A-Level results 'shambles' shows need for high quality hospitality apprenticeships, says B&K boss

By Stuart Stone contact

- Last updated on GMT

Up in the air: 'it just highlights again the need for us to continue to develop high quality apprenticeships within our trade,' Brewhouse & Kitchen's Kris Gumbrell said
Up in the air: 'it just highlights again the need for us to continue to develop high quality apprenticeships within our trade,' Brewhouse & Kitchen's Kris Gumbrell said

Related tags: Training, Pubco + head office, Beer, Brewhouse and Kitchen

The chaotic release of A-Level results further highlights the need to develop high calibre hospitality apprenticeships as an alternative to higher education, Brewhouse & Kitchen’s Kris Gumbrell has said.

The Government has been forced into a chastening U-turn after the release of A-Level results graded using an Office of Qualifications and Examinations Regulation (Ofqual) algorithm on 13 August saw 40% of results downgraded. 

Students in the UK were unable sit exams because of school closures during the coronavirus lockdown.

In England, more than a third (36%) of entries had a lower grade than teachers recommended while 3% were down two grades. This downgrading was also found to affect state schools more than the private sector.

Despite telling The Times​ on 15 August that there would be “no U-turn” on the grading system used, education secretary Gavin Williamson backtracked on 17 August – four days after the results were published – by revealing that teacher assessed grades would be issued instead of those calculated by Ofqual’s algorithm. 

While Williamson said he is "incredibly sorry for the distress" caused to pupils after backtracking, the university applications process has now been plunged into chaos with many having already reached new intake capacity and applicants who were awarded higher grades by the algorithm being allowed to keep them.

For Brewhouse & Kitchen’s chief executive Kris Gumbrell, the situation makes it all the more important that the hospitality provides a viable alternative to higher education and a firm launchpad for school leavers looking to kick start careers through apprenticeships.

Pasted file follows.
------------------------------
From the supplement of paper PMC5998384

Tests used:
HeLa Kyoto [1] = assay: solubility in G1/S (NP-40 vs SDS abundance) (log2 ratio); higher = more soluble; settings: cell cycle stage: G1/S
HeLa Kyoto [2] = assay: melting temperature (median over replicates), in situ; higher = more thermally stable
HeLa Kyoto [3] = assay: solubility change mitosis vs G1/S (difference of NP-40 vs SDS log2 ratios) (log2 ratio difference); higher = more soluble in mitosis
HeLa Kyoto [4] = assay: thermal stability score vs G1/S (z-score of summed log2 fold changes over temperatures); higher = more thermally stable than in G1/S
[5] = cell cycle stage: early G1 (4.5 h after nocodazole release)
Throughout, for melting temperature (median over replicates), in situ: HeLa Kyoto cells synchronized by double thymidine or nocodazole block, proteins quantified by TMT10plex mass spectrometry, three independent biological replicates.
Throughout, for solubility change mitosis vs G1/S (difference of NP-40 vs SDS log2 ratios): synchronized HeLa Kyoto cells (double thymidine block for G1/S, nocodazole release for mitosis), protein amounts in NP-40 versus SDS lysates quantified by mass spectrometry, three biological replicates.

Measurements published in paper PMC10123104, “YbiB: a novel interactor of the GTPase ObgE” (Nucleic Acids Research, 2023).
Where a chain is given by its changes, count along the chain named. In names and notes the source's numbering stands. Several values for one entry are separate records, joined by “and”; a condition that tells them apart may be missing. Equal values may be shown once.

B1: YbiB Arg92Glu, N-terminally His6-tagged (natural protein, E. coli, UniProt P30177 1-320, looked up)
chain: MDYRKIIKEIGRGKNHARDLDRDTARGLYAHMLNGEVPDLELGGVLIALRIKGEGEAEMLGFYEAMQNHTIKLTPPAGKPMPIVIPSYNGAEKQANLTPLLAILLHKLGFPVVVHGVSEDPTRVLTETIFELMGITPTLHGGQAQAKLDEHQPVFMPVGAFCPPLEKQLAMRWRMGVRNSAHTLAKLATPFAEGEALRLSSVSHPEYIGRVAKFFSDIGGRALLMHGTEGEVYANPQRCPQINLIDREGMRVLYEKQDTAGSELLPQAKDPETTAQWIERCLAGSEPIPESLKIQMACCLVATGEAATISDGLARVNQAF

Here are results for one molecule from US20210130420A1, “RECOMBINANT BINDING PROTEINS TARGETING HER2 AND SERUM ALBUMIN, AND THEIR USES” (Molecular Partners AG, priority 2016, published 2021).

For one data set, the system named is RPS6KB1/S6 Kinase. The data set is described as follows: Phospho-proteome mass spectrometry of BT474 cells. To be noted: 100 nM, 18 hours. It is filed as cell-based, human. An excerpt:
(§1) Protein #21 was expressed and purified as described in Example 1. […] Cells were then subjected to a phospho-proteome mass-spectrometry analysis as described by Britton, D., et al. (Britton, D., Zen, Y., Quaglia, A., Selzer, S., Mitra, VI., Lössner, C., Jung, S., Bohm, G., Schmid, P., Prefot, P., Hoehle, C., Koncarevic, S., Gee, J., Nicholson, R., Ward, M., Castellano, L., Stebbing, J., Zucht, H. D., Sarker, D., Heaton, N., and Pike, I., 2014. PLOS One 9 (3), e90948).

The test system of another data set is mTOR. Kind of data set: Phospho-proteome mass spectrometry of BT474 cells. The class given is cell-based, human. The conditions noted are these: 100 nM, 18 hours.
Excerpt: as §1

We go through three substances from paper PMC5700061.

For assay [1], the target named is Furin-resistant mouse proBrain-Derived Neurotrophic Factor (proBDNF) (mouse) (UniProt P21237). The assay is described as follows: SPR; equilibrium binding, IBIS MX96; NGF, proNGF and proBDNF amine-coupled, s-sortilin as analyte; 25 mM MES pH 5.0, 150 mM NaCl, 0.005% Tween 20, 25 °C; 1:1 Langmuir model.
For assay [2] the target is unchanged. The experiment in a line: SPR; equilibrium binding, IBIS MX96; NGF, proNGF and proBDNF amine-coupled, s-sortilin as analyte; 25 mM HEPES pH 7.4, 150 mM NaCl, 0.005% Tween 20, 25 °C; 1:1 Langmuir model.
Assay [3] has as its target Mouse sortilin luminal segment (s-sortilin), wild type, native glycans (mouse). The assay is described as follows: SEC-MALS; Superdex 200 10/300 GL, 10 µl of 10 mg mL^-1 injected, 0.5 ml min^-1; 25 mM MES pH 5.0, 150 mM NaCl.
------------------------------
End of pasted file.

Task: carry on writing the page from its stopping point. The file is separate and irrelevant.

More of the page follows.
"Obviously what young people are going through right now is grossly unfair,” Gumbrell told The Morning Advertiser (MA). ​“There's no excuse for what's happening right now towards young people, it's an absolutely shocking shambles and your heart goes out to all these kids who are going through this.

"For me, it just highlights again the need for us to continue to develop high quality apprenticeships within our trade. We need more apprenticeships above level two and level three."

Gumbrell

Degree standard apprenticeships

Gumbrell, whose 22-site strong brewpub operation has helped develop a level four, diploma degree equivalent, brewing apprenticeship – from which its first cohort will graduate in the next couple of weeks – adds that the industry now has to strive for degree-level apprenticeship standards. 

“I think the time is now right for hospitality – that includes pubs, hotels, restaurants – to pull together and actually establish more availability of higher quality apprenticeships because the gold standard apprenticeships are getting taken up quicker than university places,” he explained.  

“We've seen the devaluation of university over the years, in my opinion, where kids are spending an awful lot of money, getting into university, coming out and quite often end up working with us anyway, they're just saddled with huge amounts of debt. We need to focus on vocational training and development at a much higher level than we currently have.”

Redirecting from higher education 

Gumbrell’s comments follow Suffolk-based brewer and pub operator Greene King’s appeal for A-Level recipients to apply for 150 new apprenticeships​ with the company and a glut of hospitality job applications due to widespread redundancies across all sectors amid economic recession​.

“We're probably being seen as a little bit of a ship of doom right now but we're getting huge amounts of Government support because Government knows how important we are for the economy,” Gumbrell continued. 

“If you want to double or treble the current levels of unemployment all you've got to do is effectively let hospitality rot on the vine for a couple of months and you've got three million people unemployed. 

“We are a lot safer as an employer than some of the other sectors. We're a good employer, we give good development, we give good career opportunities, we probably need some higher level qualifications now and we need to still try to redirect people from university into high level apprenticeships in our sector. 

“We've come out firing after being pretty badly challenged through the lockdown period, but we do need higher quality apprenticeships and our trade bodies to help deliver some of these things as well.” 

Related topics: Training

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